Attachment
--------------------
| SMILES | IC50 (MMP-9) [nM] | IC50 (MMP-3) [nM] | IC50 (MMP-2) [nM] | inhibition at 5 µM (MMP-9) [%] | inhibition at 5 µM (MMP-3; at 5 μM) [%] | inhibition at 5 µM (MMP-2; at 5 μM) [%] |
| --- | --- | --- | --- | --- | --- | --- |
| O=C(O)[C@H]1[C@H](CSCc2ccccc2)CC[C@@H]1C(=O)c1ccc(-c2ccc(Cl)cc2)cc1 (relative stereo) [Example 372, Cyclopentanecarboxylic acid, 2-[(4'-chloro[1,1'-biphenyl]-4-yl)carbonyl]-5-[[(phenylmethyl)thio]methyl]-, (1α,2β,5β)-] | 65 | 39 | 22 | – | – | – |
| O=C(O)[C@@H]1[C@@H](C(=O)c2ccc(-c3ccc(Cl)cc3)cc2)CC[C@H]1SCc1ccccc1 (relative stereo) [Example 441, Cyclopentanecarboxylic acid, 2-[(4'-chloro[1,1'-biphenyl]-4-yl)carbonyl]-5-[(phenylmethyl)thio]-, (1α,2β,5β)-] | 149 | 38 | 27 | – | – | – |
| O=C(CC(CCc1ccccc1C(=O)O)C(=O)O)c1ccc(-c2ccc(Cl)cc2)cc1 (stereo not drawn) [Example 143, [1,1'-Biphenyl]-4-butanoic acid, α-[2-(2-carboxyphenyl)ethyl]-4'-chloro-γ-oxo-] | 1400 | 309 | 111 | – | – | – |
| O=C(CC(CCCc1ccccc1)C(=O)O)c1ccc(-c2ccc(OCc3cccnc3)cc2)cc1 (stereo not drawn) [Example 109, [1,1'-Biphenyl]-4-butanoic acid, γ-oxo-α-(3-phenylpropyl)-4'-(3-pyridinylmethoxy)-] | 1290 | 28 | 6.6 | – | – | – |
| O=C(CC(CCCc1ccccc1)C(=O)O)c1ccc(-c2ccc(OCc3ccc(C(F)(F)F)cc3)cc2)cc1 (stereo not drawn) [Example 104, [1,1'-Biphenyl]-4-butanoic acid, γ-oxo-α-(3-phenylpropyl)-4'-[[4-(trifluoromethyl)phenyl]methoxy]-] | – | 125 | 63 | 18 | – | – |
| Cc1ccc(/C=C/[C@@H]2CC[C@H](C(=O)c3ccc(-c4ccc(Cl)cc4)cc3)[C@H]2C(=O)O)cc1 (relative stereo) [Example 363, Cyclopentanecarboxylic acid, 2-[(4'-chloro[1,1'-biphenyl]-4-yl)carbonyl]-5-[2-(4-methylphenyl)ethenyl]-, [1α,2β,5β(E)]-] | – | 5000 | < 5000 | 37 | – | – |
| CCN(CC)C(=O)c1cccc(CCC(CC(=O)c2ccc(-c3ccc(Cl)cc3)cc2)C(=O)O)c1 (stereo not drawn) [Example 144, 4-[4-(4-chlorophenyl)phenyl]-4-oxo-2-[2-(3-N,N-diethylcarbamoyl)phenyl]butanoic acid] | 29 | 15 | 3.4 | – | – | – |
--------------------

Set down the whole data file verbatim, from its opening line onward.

| SMILES | IC50 (MMP-9) [nM] | IC50 (MMP-3) [nM] | IC50 (MMP-2) [nM] | inhibition at 5 µM (MMP-9) [%] | inhibition at 5 µM (MMP-3; at 5 μM) [%] | inhibition at 5 µM (MMP-2; at 5 μM) [%] |
| --- | --- | --- | --- | --- | --- | --- |
| O=C(O)[C@H]1[C@H](CSCc2ccccc2)CC[C@@H]1C(=O)c1ccc(-c2ccc(Cl)cc2)cc1 (relative stereo) [Example 372, Cyclopentanecarboxylic acid, 2-[(4'-chloro[1,1'-biphenyl]-4-yl)carbonyl]-5-[[(phenylmethyl)thio]methyl]-, (1α,2β,5β)-] | 65 | 39 | 22 | – | – | – |
| O=C(O)[C@@H]1[C@@H](C(=O)c2ccc(-c3ccc(Cl)cc3)cc2)CC[C@H]1SCc1ccccc1 (relative stereo) [Example 441, Cyclopentanecarboxylic acid, 2-[(4'-chloro[1,1'-biphenyl]-4-yl)carbonyl]-5-[(phenylmethyl)thio]-, (1α,2β,5β)-] | 149 | 38 | 27 | – | – | – |
| O=C(CC(CCc1ccccc1C(=O)O)C(=O)O)c1ccc(-c2ccc(Cl)cc2)cc1 (stereo not drawn) [Example 143, [1,1'-Biphenyl]-4-butanoic acid, α-[2-(2-carboxyphenyl)ethyl]-4'-chloro-γ-oxo-] | 1400 | 309 | 111 | – | – | – |
| O=C(CC(CCCc1ccccc1)C(=O)O)c1ccc(-c2ccc(OCc3cccnc3)cc2)cc1 (stereo not drawn) [Example 109, [1,1'-Biphenyl]-4-butanoic acid, γ-oxo-α-(3-phenylpropyl)-4'-(3-pyridinylmethoxy)-] | 1290 | 28 | 6.6 | – | – | – |
| O=C(CC(CCCc1ccccc1)C(=O)O)c1ccc(-c2ccc(OCc3ccc(C(F)(F)F)cc3)cc2)cc1 (stereo not drawn) [Example 104, [1,1'-Biphenyl]-4-butanoic acid, γ-oxo-α-(3-phenylpropyl)-4'-[[4-(trifluoromethyl)phenyl]methoxy]-] | – | 125 | 63 | 18 | – | – |
| Cc1ccc(/C=C/[C@@H]2CC[C@H](C(=O)c3ccc(-c4ccc(Cl)cc4)cc3)[C@H]2C(=O)O)cc1 (relative stereo) [Example 363, Cyclopentanecarboxylic acid, 2-[(4'-chloro[1,1'-biphenyl]-4-yl)carbonyl]-5-[2-(4-methylphenyl)ethenyl]-, [1α,2β,5β(E)]-] | – | 5000 | < 5000 | 37 | – | – |
| CCN(CC)C(=O)c1cccc(CCC(CC(=O)c2ccc(-c3ccc(Cl)cc3)cc2)C(=O)O)c1 (stereo not drawn) [Example 144, 4-[4-(4-chlorophenyl)phenyl]-4-oxo-2-[2-(3-N,N-diethylcarbamoyl)phenyl]butanoic acid] | 29 | 15 | 3.4 | – | – | – |